Written by Mary McCusker
Tax season. For many, it is a headache to face the annual ritual of compiling forms, digging out receipts, plodding through a tax software program or scheduling an appointment with a tax preparer.
But for some residents of Southern New Jersey — individuals and families with low incomes, the disabled, the elderly, the undocumented, and those grappling with English — filing taxes proves to be an even greater challenge. Many of these families struggle to find the money to pay for tax services while already facing difficulty paying for necessities such as food and housing.
Responding to this need for the past six years has been Catholic Charities, Diocese of Camden, through its free tax filing services. The Volunteer Income Tax Assistance (VITA) program offers free tax help to people who face these barriers, making the process affordable and less overwhelming. In addition, Catholic Charities’ financial coach provides free counseling for those interested in better managing their household budget going forward.
For the past three months, a group of 10 juniors and seniors from Bishop Eustace Preparatory School, Pennsauken, have volunteered their Saturday mornings and afternoons to help file tax returns at Catholic Charities’ Camden office. For them, providing this service and dedicating their time was more than simply fulfilling volunteer hours for course requirements.
Phillip Sobocinski, a senior at Bishop Eustace who will be studying economics at Princeton University in September, has been a volunteer tax preparer for the past two years. “This has been a really eye-opening experience all around. It was more than learning about taxes. It provided an opportunity to encounter and interact with other people in a meaningful way,” he said. “We all go to an affluent high school just a mile away from here. But rarely do we encounter people who have trouble paying rent or providing basic necessities for their families.”
Added another student volunteer, “It’s striking to see the challenges that people face. [A client] whose taxes I helped file earlier had two W-2s. So she’s working two jobs, caring for her child who is disabled, and also taking care of her mother. The bills really add up, especially when it comes to medical expenses. I can’t imagine being in such a difficult situation.”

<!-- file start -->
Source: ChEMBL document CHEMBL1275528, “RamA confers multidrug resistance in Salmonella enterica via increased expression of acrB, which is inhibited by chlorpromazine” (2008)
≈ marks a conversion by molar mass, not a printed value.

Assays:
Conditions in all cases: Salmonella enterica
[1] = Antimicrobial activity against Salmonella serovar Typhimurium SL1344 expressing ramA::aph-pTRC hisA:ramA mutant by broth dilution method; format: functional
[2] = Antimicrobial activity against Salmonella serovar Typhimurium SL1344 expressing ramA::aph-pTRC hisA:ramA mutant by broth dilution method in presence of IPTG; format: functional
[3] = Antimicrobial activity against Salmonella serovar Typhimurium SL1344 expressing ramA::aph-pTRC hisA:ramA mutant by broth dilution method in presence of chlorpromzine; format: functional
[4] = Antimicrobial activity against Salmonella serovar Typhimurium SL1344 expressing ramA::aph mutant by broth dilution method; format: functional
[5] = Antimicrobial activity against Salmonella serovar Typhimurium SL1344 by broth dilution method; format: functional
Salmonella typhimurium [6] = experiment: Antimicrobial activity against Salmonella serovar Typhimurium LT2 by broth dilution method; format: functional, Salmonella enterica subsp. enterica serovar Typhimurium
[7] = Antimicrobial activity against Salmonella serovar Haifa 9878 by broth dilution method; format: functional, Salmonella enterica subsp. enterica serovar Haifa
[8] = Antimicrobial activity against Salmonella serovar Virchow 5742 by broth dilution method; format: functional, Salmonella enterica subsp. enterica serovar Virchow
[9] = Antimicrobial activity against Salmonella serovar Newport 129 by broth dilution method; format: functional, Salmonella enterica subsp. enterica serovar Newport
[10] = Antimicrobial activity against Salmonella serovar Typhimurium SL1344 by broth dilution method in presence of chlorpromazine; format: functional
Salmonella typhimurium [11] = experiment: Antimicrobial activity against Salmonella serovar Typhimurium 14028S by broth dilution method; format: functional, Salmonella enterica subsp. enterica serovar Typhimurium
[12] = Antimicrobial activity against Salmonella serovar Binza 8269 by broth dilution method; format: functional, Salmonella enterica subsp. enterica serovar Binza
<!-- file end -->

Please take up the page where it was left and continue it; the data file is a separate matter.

In addition to gaining insight into the lives of those who live in poverty, another valuable lesson was learned.
Sobocinski further reflected, “This really shows how much of a need there is for charitable organizations like Catholic Charities to provide these services. Saving money on the cost of tax preparation means that these clients will have money that can go toward basic necessities they might not otherwise be able to afford.”
As the students prepared to wrap up their work on April 14, the last Saturday before Tax Day, one of the clients — a veteran who had availed himself of the Catholic Charities’ tax service — addressed the students.
“Excuse me, but there’s something I have to say,” he said. “I’ve been watching all of you this afternoon, and I’m just blown away. You all are so young, but I would never know it. The way you treat the people who come in here… you’re warm, and you’re smart, and you bring joy to the people you work with. And I will pray for you as you all move on to college.”
Michel Acevedo, one of the Catholic Charities’ staff who oversees the tax program, beamed as she spoke about the students.
“These Bishop Eustace students have been a blessing, and they’re certainly a tribute to their school and their families. Whatever career path each ultimately takes, they will no doubt bring to it the same professionalism and empathy as they have shown our clients over these past three months,” she said.